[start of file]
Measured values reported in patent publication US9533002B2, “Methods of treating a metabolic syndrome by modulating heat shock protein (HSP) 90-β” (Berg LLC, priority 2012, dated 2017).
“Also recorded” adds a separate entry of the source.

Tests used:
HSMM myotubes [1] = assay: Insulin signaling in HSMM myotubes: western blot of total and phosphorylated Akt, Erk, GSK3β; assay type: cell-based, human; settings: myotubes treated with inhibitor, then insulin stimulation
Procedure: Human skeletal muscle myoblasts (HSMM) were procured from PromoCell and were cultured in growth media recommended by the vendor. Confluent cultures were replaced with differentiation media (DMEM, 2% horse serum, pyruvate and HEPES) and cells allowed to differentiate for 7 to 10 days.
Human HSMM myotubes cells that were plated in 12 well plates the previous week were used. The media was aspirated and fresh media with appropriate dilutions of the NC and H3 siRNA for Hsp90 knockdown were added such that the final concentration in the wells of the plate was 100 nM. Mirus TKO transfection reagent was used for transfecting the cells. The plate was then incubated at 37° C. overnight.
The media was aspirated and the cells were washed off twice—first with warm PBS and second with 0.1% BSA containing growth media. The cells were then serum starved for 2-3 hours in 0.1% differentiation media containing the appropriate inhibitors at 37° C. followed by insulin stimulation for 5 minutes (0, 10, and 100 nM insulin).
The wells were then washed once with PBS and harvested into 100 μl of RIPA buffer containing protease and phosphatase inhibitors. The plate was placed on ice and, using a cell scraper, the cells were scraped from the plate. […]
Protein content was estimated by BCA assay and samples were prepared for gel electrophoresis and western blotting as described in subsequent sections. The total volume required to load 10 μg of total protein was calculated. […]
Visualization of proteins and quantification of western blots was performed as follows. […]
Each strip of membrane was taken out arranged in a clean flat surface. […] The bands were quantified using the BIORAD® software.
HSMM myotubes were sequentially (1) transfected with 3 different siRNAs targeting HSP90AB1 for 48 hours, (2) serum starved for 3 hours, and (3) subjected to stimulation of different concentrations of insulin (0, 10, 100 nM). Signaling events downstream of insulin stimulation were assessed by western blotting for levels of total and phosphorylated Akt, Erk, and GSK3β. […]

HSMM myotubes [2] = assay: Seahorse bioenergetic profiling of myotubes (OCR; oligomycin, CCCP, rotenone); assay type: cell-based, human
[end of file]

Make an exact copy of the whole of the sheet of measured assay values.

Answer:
Measured values reported in patent publication US9533002B2, “Methods of treating a metabolic syndrome by modulating heat shock protein (HSP) 90-β” (Berg LLC, priority 2012, dated 2017).
“Also recorded” adds a separate entry of the source.

Tests used:
HSMM myotubes [1] = assay: Insulin signaling in HSMM myotubes: western blot of total and phosphorylated Akt, Erk, GSK3β; assay type: cell-based, human; settings: myotubes treated with inhibitor, then insulin stimulation
Procedure: Human skeletal muscle myoblasts (HSMM) were procured from PromoCell and were cultured in growth media recommended by the vendor. Confluent cultures were replaced with differentiation media (DMEM, 2% horse serum, pyruvate and HEPES) and cells allowed to differentiate for 7 to 10 days.
Human HSMM myotubes cells that were plated in 12 well plates the previous week were used. The media was aspirated and fresh media with appropriate dilutions of the NC and H3 siRNA for Hsp90 knockdown were added such that the final concentration in the wells of the plate was 100 nM. Mirus TKO transfection reagent was used for transfecting the cells. The plate was then incubated at 37° C. overnight.
The media was aspirated and the cells were washed off twice—first with warm PBS and second with 0.1% BSA containing growth media. The cells were then serum starved for 2-3 hours in 0.1% differentiation media containing the appropriate inhibitors at 37° C. followed by insulin stimulation for 5 minutes (0, 10, and 100 nM insulin).
The wells were then washed once with PBS and harvested into 100 μl of RIPA buffer containing protease and phosphatase inhibitors. The plate was placed on ice and, using a cell scraper, the cells were scraped from the plate. […]
Protein content was estimated by BCA assay and samples were prepared for gel electrophoresis and western blotting as described in subsequent sections. The total volume required to load 10 μg of total protein was calculated. […]
Visualization of proteins and quantification of western blots was performed as follows. […]
Each strip of membrane was taken out arranged in a clean flat surface. […] The bands were quantified using the BIORAD® software.
HSMM myotubes were sequentially (1) transfected with 3 different siRNAs targeting HSP90AB1 for 48 hours, (2) serum starved for 3 hours, and (3) subjected to stimulation of different concentrations of insulin (0, 10, 100 nM). Signaling events downstream of insulin stimulation were assessed by western blotting for levels of total and phosphorylated Akt, Erk, and GSK3β. […]

HSMM myotubes [2] = assay: Seahorse bioenergetic profiling of myotubes (OCR; oligomycin, CCCP, rotenone); assay type: cell-based, human